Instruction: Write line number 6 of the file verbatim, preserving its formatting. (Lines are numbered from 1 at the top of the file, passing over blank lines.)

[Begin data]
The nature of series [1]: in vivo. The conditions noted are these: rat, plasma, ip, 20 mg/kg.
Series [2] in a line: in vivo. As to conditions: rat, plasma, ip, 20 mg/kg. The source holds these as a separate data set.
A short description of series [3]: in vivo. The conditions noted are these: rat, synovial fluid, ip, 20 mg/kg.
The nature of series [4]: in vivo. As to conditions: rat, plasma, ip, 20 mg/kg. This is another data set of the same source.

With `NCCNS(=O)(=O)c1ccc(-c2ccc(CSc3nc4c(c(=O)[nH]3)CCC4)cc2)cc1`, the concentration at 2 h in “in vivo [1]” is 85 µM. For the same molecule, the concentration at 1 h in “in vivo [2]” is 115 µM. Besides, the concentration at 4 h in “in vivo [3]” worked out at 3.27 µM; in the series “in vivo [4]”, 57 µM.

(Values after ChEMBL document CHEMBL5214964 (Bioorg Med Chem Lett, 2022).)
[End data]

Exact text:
(Values after ChEMBL document CHEMBL5214964 (Bioorg Med Chem Lett, 2022).)